So now I can take the word "expansion", calculate the uniq id (which, for those of you who are curious, is a simple checksum - very very fast to compute, and a 1 in 4 billion chance we'll have a duplicate (not exactly, but I won't go into that now)), and find the data file in just a few lines of perl code (simple and fast lines too!). You can also go in reverse - from the id to the word, since inside the db file, the word is stored. As a side note, one could chop the id into larger chunks, like /10/07/60/73/86/1007607386.db too, but for growth, the previous method is better. Urls are stored the same way - the url "http://www.sprawler.com/index.html" is broken into two parts (possibly three): a domain part, and a path part (and possibly a protocol part). So, the previously mentioned url would break into pieces like "http://www.sprawler.com" and "/index.html" (but possibly "http://" "www.sprawler.com" and "/index.html"). Each piece would be id'ed with the above method, and converted to something like:

http:// = 3947228689
www.sprawler.com = 3942606425
/index.html = 2560468444

so if we did the three tier method, we'd have:

/3947228689/ (all http indexes would be in this directory)

/3947228689/3/9/4/2/6/0/6/4/2/5/ (all http indexes for the www.sprawler.com domain would be in here)

/3947228689/3/9/4/2/6/0/6/4/2/5/2/5/6/0/4/6/8/4/4/4/2560468444.db (all information for the page: http://www.sprawler.com/index.html would be in this db file)

So in each word db file, we store information about which url id's that word is found in, and in each url db file, we store what words can be found on that page (and possibly where) along with other information (page size, type, language, last index date, etc).

Yes, the directories are nasty - yes, they are hard to read. No worries - we never have to. The computer can open these files very quickly. Plus, for those of you familiar with NFS, this is a very easy method to implement many NFS servers (very fast also) to supply db file data quickly to a team of searching machines. We can also scale it slowly or rapidly, depending on growth. We can also add disk space on the fly, live, without disrupting service.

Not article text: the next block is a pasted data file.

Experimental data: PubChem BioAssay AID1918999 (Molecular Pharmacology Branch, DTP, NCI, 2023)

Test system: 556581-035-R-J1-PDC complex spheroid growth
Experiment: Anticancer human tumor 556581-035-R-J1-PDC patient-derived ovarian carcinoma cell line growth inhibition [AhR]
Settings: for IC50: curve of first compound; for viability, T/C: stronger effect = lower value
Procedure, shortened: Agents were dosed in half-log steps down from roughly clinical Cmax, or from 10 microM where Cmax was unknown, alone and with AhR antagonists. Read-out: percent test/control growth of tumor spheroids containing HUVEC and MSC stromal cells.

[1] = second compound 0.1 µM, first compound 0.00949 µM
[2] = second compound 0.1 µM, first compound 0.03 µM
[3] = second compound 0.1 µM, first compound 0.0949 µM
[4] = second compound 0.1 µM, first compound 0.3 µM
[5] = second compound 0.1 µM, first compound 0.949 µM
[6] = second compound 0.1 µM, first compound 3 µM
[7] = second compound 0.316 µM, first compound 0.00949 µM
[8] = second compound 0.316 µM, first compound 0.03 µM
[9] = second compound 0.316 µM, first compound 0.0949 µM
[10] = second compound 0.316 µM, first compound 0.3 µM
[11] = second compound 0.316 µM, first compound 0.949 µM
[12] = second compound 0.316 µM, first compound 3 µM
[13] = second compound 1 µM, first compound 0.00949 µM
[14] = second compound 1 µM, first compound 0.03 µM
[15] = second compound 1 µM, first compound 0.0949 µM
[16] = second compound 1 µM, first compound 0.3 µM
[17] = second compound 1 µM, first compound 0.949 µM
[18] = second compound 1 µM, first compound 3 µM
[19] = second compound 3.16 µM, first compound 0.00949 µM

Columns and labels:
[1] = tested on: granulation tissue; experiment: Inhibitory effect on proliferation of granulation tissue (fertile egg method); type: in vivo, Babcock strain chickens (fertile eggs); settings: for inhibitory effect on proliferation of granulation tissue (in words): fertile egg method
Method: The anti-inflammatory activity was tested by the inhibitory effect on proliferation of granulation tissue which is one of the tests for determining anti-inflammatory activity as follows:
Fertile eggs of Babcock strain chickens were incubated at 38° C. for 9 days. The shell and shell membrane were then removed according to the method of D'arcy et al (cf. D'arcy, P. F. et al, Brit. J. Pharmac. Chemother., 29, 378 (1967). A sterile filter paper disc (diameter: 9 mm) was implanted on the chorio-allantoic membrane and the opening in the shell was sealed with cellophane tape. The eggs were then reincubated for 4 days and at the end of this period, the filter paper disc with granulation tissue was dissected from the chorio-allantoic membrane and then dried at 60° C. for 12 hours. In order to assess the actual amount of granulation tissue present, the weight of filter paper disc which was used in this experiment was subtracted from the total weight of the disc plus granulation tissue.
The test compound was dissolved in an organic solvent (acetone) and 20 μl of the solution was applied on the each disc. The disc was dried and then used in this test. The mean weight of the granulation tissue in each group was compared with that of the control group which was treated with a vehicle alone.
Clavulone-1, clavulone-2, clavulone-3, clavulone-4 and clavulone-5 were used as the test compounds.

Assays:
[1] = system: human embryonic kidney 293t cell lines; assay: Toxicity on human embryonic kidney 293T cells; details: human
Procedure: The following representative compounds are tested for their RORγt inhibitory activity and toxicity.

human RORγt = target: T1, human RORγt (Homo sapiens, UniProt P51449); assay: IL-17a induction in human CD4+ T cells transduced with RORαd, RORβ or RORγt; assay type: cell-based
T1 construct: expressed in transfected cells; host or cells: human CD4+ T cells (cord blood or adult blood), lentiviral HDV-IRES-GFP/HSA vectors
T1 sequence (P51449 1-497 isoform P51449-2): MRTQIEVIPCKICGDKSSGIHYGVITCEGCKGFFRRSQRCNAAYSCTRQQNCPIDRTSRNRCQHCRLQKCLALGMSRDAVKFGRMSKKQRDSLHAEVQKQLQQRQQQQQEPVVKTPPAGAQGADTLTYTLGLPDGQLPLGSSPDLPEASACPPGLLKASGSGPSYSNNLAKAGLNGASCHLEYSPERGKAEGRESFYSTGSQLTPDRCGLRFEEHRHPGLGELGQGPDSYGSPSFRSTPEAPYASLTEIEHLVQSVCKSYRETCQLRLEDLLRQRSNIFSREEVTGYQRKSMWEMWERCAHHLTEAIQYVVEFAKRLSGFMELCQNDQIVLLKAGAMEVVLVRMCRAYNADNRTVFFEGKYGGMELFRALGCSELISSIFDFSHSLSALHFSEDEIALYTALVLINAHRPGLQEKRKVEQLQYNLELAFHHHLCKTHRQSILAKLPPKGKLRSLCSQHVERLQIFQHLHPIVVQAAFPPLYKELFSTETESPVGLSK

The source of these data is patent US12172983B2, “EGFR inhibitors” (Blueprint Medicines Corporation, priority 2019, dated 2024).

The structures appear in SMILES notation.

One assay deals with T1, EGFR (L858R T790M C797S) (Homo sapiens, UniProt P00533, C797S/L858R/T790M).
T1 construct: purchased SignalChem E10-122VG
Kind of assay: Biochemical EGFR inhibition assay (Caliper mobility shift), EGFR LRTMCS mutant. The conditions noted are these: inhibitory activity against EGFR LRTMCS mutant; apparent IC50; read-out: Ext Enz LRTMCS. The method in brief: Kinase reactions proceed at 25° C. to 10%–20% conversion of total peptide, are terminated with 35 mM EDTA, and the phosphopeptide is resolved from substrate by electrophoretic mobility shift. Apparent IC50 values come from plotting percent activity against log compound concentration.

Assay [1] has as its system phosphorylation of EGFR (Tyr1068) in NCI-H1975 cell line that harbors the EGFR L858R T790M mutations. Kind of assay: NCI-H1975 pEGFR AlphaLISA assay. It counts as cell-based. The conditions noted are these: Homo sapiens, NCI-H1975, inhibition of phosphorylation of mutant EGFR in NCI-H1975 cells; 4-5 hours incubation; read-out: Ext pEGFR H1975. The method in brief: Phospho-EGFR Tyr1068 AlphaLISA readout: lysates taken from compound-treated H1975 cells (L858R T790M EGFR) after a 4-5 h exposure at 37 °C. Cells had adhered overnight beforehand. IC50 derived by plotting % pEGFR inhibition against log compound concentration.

So - what do we need? We need modules and subroutines to grab the data from pages, and store them in a predefined way. I have lots of experience with these things, so I can guide you all through the good/bad/ugly of it if needed. We need a functioning client and master indexer. We'll need some console bare bones db test scripts. Of course, we'll need some hardware, bandwidth, and diskspace. Don't worry about all that yet - let's get the code going, and I'll worry about the rest..

Build map for client-indexer

This file attempts to outline the basic routines needed for the client indexer code. It is meant to give a basic rough guide on how to create the client portion of the indexing tool.

The following actions should take place when the indexer starts:

  Load configuration data from conf file
  Look for urls that still need to be indexed (never completed from last run)

  • If found, index these urls
  • If not found, request new batch of urls from master
      Reload conf file when completed with one run - so changes can be made on the fly
      Loop until killed.

    Modules needed: (- to do, * done)
      - gets urls from disk and master indexer, returns 1 if successful, 0 if not. takes # of urls as argument
      * grabs data from url, returns data in a list. Takes url as argument
      - takes data, "index" it, and return the gobs of sifted indexes
      - takes indexed data, and stores in "completed" area, returns 1 if success, 0 if not
      * loads config file, returns hash of config values
      - yanks urls out of html received, and returns them to indexer module

    Build map for master-indexer

    This file attempts to outline the basic routines needed for the master indexer code. It is meant to give a basic rough guide on how to create the master portion of the indexing tool.

    The following actions should take place when the indexer starts:

    • Load configuration data from conf file
    • Look for urls that have been indexed, and checked-in
    • Pull data from those files, and store in the real engine index
    • Remove file from checked-in directory
    • Look for requests for urls, if found, put next batch of urls as requested

    Modules needed: (- to do, * done)
        * Loads config file specified
        - Check in indexed url files
        - Sift data from checked-in files
        - Saves data sifted from checked-in files to engine index
        - Looks for and responds to url requests (checks-out)
        - Calculates url-id from url
        - Calculates word-id from word

  • This page last updated: Jan 20, 2004